Let’s get Welly mov­ing...

The Dominion Post - - Front Page - DAMIAN GE­ORGE

Welling­ton’s In­ner City By­pass could be sent un­der­ground and a fly­over near the Basin Reserve could be back on the ta­ble if a $2.3 bil­lion-plus pro­posal to solve the cap­i­tal’s con­ges­tion is­sues gets pub­lic sup­port.

The pro­posal is one of four ‘‘sce­nar­ios’’ aimed at solv­ing con­ges­tion prob­lems be­tween Welling­ton Air­port and the Ngau­ranga Gorge, which will be put out for pub­lic con­sul­ta­tion over the next month.

They in­clude pro­pos­als to du­pli­cate the Mt Vic­to­ria and Ter­race tun­nels, re­duce the num­ber of ve­hi­cle lanes along the water­front quays, re­move pri­vate ve­hi­cles from parts of the Golden Mile and take away peak-hour park­ing on Vi­vian St.

The sce­nar­ios are based around the con­cept of cre­at­ing a ‘‘mass tran­sit’’ pub­lic trans­port route be­tween Welling­ton Rail­way Sta­tion and the sub­urbs of New­town and Kil­birnie, out to the air­port. It could take the form of a rapid bus route, light rail, or some­thing else en­tirely.

The sce­nar­ios have been de­vel­oped by the Let’s Get Welling­ton Mov­ing work­ing group, a joint ini­tia­tive be­tween Welling­ton City Coun­cil, Greater Welling­ton Re­gional Coun­cil and the New Zealand Trans­port Agency (NZTA).

The group was formed af­ter the agency’s plans for a two-lane high­way fly­over, 20 me­tres from the Basin Reserve cricket ground, were scup­pered by a Board of In­quiry in late 2014.

The new pro­pos­als, un­veiled yes­ter­day, range in price from $150 mil­lion to more than $2.3b.

The most ex­pen­sive sce­nario is ex­pected to take more than 10 years to com­plete.

Bridges or tun­nels would be con­structed at the Basin round­about, and State High­way 1 traf­fic on Vi­vian St would be moved to a tun­nel un­der the In­ner City By­pass route, which en­com­passes Arthur St and Karo Drive.

This op­tion could in­clude con­struct­ing a tun­nel un­der the Basin Reserve as well, rather than a fly­over, which would add to the $2.3b cost of the pack­age.

Two of the six traf­fic lanes along the water­front quays would be re­placed by cy­cle lanes, the Mt Vic­to­ria and Ter­race tun­nels would be du­pli­cated, and a fourth south­bound lane would be added to the ur­ban mo­tor­way be­tween Aotea and Ngau­ranga.

There would also be cy­cle lanes along key routes con­nect­ing to north­ern and south­ern cy­cle­ways, as well as pri­or­ity for pedes­tri­ans along those routes and at some cen­tral city in­ter­sec­tions.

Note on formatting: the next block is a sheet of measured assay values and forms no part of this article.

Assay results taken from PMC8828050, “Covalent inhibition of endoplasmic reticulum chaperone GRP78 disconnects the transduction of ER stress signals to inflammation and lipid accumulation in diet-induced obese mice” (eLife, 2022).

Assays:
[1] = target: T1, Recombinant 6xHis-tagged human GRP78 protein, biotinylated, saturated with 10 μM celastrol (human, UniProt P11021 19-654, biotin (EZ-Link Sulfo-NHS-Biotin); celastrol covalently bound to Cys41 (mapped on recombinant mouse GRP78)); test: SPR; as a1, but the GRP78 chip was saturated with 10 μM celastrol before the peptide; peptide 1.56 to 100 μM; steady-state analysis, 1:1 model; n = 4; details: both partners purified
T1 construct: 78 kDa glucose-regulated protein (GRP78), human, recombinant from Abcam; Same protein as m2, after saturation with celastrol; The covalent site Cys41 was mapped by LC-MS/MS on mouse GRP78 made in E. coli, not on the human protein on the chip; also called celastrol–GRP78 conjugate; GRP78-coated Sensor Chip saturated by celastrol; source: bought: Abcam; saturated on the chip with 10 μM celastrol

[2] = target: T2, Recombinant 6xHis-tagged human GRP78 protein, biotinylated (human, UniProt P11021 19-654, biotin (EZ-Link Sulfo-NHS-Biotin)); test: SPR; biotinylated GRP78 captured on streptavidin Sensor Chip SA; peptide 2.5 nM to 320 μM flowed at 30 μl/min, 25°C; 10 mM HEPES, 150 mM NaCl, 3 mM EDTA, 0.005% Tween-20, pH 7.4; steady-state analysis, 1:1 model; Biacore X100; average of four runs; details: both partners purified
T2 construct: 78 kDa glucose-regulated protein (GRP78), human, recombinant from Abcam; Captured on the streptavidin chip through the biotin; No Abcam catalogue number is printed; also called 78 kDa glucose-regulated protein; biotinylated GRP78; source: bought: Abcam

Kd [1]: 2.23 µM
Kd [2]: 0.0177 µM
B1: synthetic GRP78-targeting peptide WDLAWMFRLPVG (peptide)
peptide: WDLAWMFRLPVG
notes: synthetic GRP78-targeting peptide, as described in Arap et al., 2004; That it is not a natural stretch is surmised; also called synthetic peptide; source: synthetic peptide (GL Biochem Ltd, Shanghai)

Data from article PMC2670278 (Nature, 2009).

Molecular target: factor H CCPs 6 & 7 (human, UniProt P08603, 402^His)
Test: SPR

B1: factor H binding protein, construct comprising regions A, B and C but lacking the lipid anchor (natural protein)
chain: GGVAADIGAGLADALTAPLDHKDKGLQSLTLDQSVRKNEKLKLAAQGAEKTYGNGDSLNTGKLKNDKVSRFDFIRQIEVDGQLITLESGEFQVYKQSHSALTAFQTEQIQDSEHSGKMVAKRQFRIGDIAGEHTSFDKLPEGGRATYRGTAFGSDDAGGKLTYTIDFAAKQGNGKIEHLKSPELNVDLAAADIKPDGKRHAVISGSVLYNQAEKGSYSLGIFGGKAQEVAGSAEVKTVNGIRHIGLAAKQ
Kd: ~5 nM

Light rail through the cen­tral city would cost be­tween $350m and $500m more, and take an ex­tra 18 months to com­plete.

As­so­ciate Trans­port Min­is­ter Julie Anne Gen­ter said the pro­pos­als did not go far enough to­wards meet­ing the project’s ob­jec­tive of re­duc­ing pri­vate ve­hi­cle use, not­ing the changes would only re­duce morn­ing peak traf­fic by 1 to 4 per cent.

While there was a ‘‘con­cept’’ of mass tran­sit pub­lic trans­port, there was too much fo­cus on in­creas­ing ve­hi­cle ca­pac­ity, with three of the four op­tions in­volv­ing road­ing projects.

Tim Jones, spokesman for the Save the Basin group that op­posed the fly­over, agreed, and was out­raged that a vari­ant of the Basin fly­over was still on the cards.

‘‘NZTA’s Basin Reserve fly­over project was an ut­ter fail­ure, and was rightly re­jected by the courts,’’ he said.

‘‘Let’s Get Welling­ton Mov­ing, and es­pe­cially NZTA, know peo­ple don’t want this failed fly­over plan, yet here they go again.’’

Pro­gramme di­rec­tor Barry Mein ac­knowl­edged the fore­cast ve­hi­cle re­duc­tion was not as great as it could be.

‘‘It is a re­duc­tion but it may be that peo­ple want us to go fur­ther than that.’’

But he re­jected sug­ges­tions the pro­pos­als were too road-fo­cused, say­ing the group had achieved a bal­ance be­tween ac­com­mo­dat­ing all trans­port modes.

‘‘We’ve trans­ferred road space from ve­hi­cles to pub­lic trans­port and walk­ing in a num­ber of places, such as Wil­lis St and Lambton Quay.’’

It was ex­pected mass tran­sit would be needed to cope with de­mand in about 10 years, and Mein ac­cepted some peo­ple might want the city to pre­pare for that now, rather than wait­ing un­til the de­mand was there.

‘‘That could very well be the feed­back that we get.’’

Sub­mis­sions on the pro­pos­als will be open un­til De­cem­ber 15, with the fi­nal sce­nario to be re­vealed early next year.

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